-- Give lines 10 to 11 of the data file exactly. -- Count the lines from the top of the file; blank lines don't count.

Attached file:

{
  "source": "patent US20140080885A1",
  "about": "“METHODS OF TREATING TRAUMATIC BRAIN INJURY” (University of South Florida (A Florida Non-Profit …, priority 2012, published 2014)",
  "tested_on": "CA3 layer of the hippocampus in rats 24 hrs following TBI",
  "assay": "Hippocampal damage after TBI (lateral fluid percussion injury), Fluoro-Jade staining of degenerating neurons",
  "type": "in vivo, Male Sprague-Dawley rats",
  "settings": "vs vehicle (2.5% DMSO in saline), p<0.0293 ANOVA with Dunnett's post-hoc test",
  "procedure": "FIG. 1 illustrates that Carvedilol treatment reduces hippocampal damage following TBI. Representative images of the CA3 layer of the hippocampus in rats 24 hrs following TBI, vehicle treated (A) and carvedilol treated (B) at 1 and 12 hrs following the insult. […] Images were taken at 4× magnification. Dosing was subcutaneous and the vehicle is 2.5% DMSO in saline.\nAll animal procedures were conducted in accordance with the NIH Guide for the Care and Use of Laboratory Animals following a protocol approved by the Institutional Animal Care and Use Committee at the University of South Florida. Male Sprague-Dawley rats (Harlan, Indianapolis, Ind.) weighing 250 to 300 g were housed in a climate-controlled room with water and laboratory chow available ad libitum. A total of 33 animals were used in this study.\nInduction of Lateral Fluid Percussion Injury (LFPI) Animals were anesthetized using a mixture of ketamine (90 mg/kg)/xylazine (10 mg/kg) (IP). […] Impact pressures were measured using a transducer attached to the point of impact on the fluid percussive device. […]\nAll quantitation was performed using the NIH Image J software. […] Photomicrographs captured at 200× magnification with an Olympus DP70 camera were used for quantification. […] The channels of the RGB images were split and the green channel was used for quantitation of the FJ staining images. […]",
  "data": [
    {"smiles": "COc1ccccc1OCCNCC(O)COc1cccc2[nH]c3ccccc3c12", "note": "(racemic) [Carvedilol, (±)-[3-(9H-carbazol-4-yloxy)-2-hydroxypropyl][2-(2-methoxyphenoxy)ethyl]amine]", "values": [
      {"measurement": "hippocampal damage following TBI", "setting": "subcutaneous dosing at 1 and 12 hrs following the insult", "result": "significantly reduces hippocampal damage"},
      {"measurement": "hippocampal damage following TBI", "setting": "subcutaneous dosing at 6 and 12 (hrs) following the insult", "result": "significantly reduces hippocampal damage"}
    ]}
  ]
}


    {"smiles": "COc1ccccc1OCCNCC(O)COc1cccc2[nH]c3ccccc3c12", "note": "(racemic) [Carvedilol, (±)-[3-(9H-carbazol-4-yloxy)-2-hydroxypropyl][2-(2-methoxyphenoxy)ethyl]amine]", "values": [
      {"measurement": "hippocampal damage following TBI", "setting": "subcutaneous dosing at 1 and 12 hrs following the insult", "result": "significantly reduces hippocampal damage"},